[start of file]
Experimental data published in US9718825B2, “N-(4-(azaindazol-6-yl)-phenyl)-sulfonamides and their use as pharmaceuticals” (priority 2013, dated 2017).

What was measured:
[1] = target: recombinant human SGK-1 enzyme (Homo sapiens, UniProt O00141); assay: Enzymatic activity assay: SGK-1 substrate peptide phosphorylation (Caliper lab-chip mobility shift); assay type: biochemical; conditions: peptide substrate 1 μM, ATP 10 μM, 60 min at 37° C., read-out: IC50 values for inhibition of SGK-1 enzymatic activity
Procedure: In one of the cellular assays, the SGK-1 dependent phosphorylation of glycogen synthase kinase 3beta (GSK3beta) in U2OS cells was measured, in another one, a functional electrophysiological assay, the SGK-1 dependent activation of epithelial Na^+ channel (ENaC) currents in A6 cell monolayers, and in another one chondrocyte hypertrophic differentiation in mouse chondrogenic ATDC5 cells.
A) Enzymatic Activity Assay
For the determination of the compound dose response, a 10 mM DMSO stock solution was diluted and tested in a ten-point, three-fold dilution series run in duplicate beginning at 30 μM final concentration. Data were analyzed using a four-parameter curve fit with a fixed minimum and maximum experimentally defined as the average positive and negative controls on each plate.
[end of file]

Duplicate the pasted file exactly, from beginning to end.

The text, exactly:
Experimental data published in US9718825B2, “N-(4-(azaindazol-6-yl)-phenyl)-sulfonamides and their use as pharmaceuticals” (priority 2013, dated 2017).

What was measured:
[1] = target: recombinant human SGK-1 enzyme (Homo sapiens, UniProt O00141); assay: Enzymatic activity assay: SGK-1 substrate peptide phosphorylation (Caliper lab-chip mobility shift); assay type: biochemical; conditions: peptide substrate 1 μM, ATP 10 μM, 60 min at 37° C., read-out: IC50 values for inhibition of SGK-1 enzymatic activity
Procedure: In one of the cellular assays, the SGK-1 dependent phosphorylation of glycogen synthase kinase 3beta (GSK3beta) in U2OS cells was measured, in another one, a functional electrophysiological assay, the SGK-1 dependent activation of epithelial Na^+ channel (ENaC) currents in A6 cell monolayers, and in another one chondrocyte hypertrophic differentiation in mouse chondrogenic ATDC5 cells.
A) Enzymatic Activity Assay
For the determination of the compound dose response, a 10 mM DMSO stock solution was diluted and tested in a ten-point, three-fold dilution series run in duplicate beginning at 30 μM final concentration. Data were analyzed using a four-parameter curve fit with a fixed minimum and maximum experimentally defined as the average positive and negative controls on each plate.